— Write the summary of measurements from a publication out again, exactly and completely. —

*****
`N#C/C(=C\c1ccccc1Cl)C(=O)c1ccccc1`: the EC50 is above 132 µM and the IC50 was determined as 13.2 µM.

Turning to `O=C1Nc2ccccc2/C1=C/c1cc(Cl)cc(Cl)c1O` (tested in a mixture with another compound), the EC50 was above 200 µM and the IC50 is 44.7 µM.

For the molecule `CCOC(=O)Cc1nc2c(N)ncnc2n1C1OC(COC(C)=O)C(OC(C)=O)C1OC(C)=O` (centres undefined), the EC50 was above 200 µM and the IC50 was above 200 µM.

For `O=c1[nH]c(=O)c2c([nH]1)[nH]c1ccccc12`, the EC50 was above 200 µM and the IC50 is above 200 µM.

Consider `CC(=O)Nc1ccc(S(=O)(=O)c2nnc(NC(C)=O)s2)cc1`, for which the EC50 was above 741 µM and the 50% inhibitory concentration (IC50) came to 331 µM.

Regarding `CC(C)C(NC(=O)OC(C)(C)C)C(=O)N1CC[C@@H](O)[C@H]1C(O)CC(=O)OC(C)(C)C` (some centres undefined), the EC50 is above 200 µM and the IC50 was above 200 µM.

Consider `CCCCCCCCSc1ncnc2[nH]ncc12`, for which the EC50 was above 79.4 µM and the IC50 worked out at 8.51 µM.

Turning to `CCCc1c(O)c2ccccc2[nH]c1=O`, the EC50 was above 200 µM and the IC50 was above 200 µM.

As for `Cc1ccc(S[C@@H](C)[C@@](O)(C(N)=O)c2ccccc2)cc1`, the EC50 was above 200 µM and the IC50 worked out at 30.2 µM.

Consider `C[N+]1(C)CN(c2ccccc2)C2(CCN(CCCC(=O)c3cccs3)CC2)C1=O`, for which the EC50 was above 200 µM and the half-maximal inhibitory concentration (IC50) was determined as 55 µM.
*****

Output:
`N#C/C(=C\c1ccccc1Cl)C(=O)c1ccccc1`: the EC50 is above 132 µM and the IC50 was determined as 13.2 µM.

Turning to `O=C1Nc2ccccc2/C1=C/c1cc(Cl)cc(Cl)c1O` (tested in a mixture with another compound), the EC50 was above 200 µM and the IC50 is 44.7 µM.

For the molecule `CCOC(=O)Cc1nc2c(N)ncnc2n1C1OC(COC(C)=O)C(OC(C)=O)C1OC(C)=O` (centres undefined), the EC50 was above 200 µM and the IC50 was above 200 µM.

For `O=c1[nH]c(=O)c2c([nH]1)[nH]c1ccccc12`, the EC50 was above 200 µM and the IC50 is above 200 µM.

Consider `CC(=O)Nc1ccc(S(=O)(=O)c2nnc(NC(C)=O)s2)cc1`, for which the EC50 was above 741 µM and the 50% inhibitory concentration (IC50) came to 331 µM.

Regarding `CC(C)C(NC(=O)OC(C)(C)C)C(=O)N1CC[C@@H](O)[C@H]1C(O)CC(=O)OC(C)(C)C` (some centres undefined), the EC50 is above 200 µM and the IC50 was above 200 µM.

Consider `CCCCCCCCSc1ncnc2[nH]ncc12`, for which the EC50 was above 79.4 µM and the IC50 worked out at 8.51 µM.

Turning to `CCCc1c(O)c2ccccc2[nH]c1=O`, the EC50 was above 200 µM and the IC50 was above 200 µM.

As for `Cc1ccc(S[C@@H](C)[C@@](O)(C(N)=O)c2ccccc2)cc1`, the EC50 was above 200 µM and the IC50 worked out at 30.2 µM.

Consider `C[N+]1(C)CN(c2ccccc2)C2(CCN(CCCC(=O)c3cccs3)CC2)C1=O`, for which the EC50 was above 200 µM and the half-maximal inhibitory concentration (IC50) was determined as 55 µM.